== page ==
Just before South Africa descended into lockdown – and under growing pressure from the legal fraternity and ordinary citizens alike – Justice Minister Ronald Lamola announced several interventions that were at first interpreted as a relaxation of the laws around the movement of children between parents.
Social Development Minister Lindiwe Zulu in a briefing on Saturday afternoon, however, made it clear that the lockdown would not be relaxed for parents or their children and they could not move between homes.
Lamola had confirmed a moratorium on evictions for the remainder of the lockdown and appeared to make an allowance that children whose parents did not live together could be moved between their parents during the three-week stay-at-home.
This was in new directions gazetted literally at the 11th hour “to combat the spread of Covid-19 in all courts, court precincts and justice service points”.
“Arrangements, where a child is required to move from one parent to another, must be attended [paragraph 8..2],” the minister said, which was interpreted as a relaxation of lockdown laws – but incorrectly so.
Beverley Clark, the chairperson of the Gauteng Family Law Forum, the largest representative group of specialist family lawyers in the country, has explained that Lamola’s directions did not change the terms of the national lockdown regulations.
Paragraph 8.2 related only to the kinds of urgent issues which courts may hear during the lockdown.
She conceded that paragraph 8.2 had caused a lot of confusion, but the high court on Friday confirmed that there was to be no movement of children between homes during the lockdown.
The Pan African Bar Association wrote to Lamola on Friday to ask him to correct the ambiguity in 8.2 of his regulations (among other things).
“It seems to me that 8.2 was almost definitely intended to be 8.1(d) and to relate to the kinds of matters courts will hear (in urgent circumstances),” wrote Clark in an email to clients.
The default, she said, the over-arching principle was that the country is in a state of national lockdown. In terms of Regulation 11B(1)(a)(i) of the COGTA regulations issued by Dr Dlamini-Zuma on 25 March 2020 under the Disaster Management Act:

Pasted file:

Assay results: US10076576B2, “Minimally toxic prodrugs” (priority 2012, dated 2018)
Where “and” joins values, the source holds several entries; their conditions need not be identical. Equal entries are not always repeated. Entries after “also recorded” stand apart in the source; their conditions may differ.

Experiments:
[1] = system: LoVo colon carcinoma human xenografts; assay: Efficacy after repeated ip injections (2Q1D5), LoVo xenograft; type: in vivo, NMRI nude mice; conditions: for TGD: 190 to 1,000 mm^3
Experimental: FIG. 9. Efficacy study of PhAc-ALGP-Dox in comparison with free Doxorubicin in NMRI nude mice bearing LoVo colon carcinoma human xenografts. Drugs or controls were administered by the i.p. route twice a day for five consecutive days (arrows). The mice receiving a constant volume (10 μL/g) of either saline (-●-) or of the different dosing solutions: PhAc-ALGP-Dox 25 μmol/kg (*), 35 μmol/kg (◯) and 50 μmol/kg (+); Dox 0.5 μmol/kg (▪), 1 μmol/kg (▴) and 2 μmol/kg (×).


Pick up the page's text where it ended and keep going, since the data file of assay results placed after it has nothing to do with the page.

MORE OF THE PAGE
“For the period of the lockdown, every person is confined to his or her place of residence, unless strictly for the purpose of performing an essential service, obtaining an essential good or service, collecting a social grant, or seeking emergency, life-saving or chronic medical attention.”
She made it clear that the justice minister in any case had no power to issue directives overriding the general lockdown measures, and these directions needed to be read to mean that he was only dealing with measures to prevent the spread of the virus in the courts.
“In other words, whatever 8.2 means, it cannot lawfully authorise parents to break the curfew and move children from one home to another in terms of a parenting plan/court order/agreement. That would fall outside the minister’s power to issue directions relating to courts and court precincts, and it is highly unlikely that he intended to act ultra vires his powers when issuing these directions. The tenor of the directions is clearly aimed at state and related services and facilities. So, the only way to read it with some sense is that if state services are required to facilitate an arrangement under a parenting plan (which one could read to include a court order or settlement agreement), that would be an essential service and could be carried out.”
Stats SA’s latest figures suggested that around 25,000 couples with minor children were divorcing each year and government hotlines along with legal practitioners have been inundated with calls for panicked parents in recent days. At least one application for parental access over the Covid-19 lockdown was this week struck from the roll of a Gauteng court for not being urgent enough.
The minister has also announced that maintenance matters and domestic violence protection, as well as protection from harassment, will be dealt with by the courts during this period.
In addition, he has placed a moratorium on evictions for the duration of the Covid-19 lockdown. This, once again, under pressure from civil society groups such as the University of the Witwatersrand’s Centre for Applied Legal studies (CALS).
A number of different social justice groups wrote the government calling for evictions to be stayed over this time, with CALS saying in a statement on Monday that it could not be “business as usual” when the country was faced with “a potential public health crisis which only stands to be exacerbated when scores of families are displaced or rendered homeless”.
“Evictions that result in displacement or homelessness can significantly increase the spread of infectious diseases like Covid-19,” the centre said at the time.
The new directions said that all evictions and all attachment orders would be suspended with immediate effect.